Ideas arise in the most disparate places. Roland Barthes, for example, preferred the train to the airplane as a place more conducive to invention, whereas French anthropologist Marc Augé maintains that the bicycle is the means of transport most suited to concentrating and having new ideas. Virginia Woolf loved to daydream about novel plots while enjoying a hot bath, whereas Wayne Silby isolated himself inside a room for sensorial deprivation each time he had to solve financial problems.

Ideas can arise at any moment. Wassily Kandinsky, for instance, used to paint only during the day and with incredible regularity. Honoré de Balzac loved to compose with a clear mind, waking up at sunrise, while Antoine Lavoisier preferred to work at night.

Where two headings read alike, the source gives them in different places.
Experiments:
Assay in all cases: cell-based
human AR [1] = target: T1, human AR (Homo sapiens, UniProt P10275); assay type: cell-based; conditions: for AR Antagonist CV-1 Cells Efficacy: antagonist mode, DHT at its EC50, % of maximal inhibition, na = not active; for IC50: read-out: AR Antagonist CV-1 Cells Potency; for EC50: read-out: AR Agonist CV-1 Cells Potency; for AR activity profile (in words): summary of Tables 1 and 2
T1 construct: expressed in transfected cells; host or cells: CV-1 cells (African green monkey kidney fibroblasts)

Ideas arise from boredom. During a conference on film in Assisi in 1962, Italian director Pier Paolo Pasolini got bored and started absentmindedly flipping through a copy of the Gospel of Matthew. He was struck with how the world of the farmer in the age of Christ was documented in a text that was important not only for its religious fervor but also for its realistic brutality. This inspired the amazing shots of his film “La ricotta” and, later, the revolutionary shots of “Il Vangelo secondo Matteo.” Likewise, J. K. Rowling, author of the popular Harry Potter series, got the idea for her main character during an excruciatingly long train trip on the Manchester-London route, during which she was thinking of her childhood friend Ian Potter.